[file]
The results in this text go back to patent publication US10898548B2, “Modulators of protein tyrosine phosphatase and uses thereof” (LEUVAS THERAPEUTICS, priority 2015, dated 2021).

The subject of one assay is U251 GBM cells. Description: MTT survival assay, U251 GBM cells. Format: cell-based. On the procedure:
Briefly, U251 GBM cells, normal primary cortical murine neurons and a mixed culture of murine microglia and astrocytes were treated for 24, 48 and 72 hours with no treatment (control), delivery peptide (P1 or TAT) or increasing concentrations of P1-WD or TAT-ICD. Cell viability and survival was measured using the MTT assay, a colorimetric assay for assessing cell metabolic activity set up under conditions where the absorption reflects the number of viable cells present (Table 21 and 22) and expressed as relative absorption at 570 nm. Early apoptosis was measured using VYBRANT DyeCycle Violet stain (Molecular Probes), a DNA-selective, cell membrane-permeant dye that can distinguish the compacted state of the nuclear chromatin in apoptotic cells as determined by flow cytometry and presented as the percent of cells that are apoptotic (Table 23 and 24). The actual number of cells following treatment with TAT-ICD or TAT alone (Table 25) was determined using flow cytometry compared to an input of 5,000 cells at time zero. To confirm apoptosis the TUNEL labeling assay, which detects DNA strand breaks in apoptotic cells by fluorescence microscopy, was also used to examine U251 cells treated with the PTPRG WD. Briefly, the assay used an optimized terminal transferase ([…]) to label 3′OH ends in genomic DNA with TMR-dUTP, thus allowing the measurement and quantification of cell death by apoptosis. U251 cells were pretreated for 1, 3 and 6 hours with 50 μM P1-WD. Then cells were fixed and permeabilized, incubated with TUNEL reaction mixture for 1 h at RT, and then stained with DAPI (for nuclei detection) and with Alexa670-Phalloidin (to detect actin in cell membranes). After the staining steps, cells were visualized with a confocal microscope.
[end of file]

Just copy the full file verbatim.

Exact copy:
The results in this text go back to patent publication US10898548B2, “Modulators of protein tyrosine phosphatase and uses thereof” (LEUVAS THERAPEUTICS, priority 2015, dated 2021).

The subject of one assay is U251 GBM cells. Description: MTT survival assay, U251 GBM cells. Format: cell-based. On the procedure:
Briefly, U251 GBM cells, normal primary cortical murine neurons and a mixed culture of murine microglia and astrocytes were treated for 24, 48 and 72 hours with no treatment (control), delivery peptide (P1 or TAT) or increasing concentrations of P1-WD or TAT-ICD. Cell viability and survival was measured using the MTT assay, a colorimetric assay for assessing cell metabolic activity set up under conditions where the absorption reflects the number of viable cells present (Table 21 and 22) and expressed as relative absorption at 570 nm. Early apoptosis was measured using VYBRANT DyeCycle Violet stain (Molecular Probes), a DNA-selective, cell membrane-permeant dye that can distinguish the compacted state of the nuclear chromatin in apoptotic cells as determined by flow cytometry and presented as the percent of cells that are apoptotic (Table 23 and 24). The actual number of cells following treatment with TAT-ICD or TAT alone (Table 25) was determined using flow cytometry compared to an input of 5,000 cells at time zero. To confirm apoptosis the TUNEL labeling assay, which detects DNA strand breaks in apoptotic cells by fluorescence microscopy, was also used to examine U251 cells treated with the PTPRG WD. Briefly, the assay used an optimized terminal transferase ([…]) to label 3′OH ends in genomic DNA with TMR-dUTP, thus allowing the measurement and quantification of cell death by apoptosis. U251 cells were pretreated for 1, 3 and 6 hours with 50 μM P1-WD. Then cells were fixed and permeabilized, incubated with TUNEL reaction mixture for 1 h at RT, and then stained with DAPI (for nuclei detection) and with Alexa670-Phalloidin (to detect actin in cell membranes). After the staining steps, cells were visualized with a confocal microscope.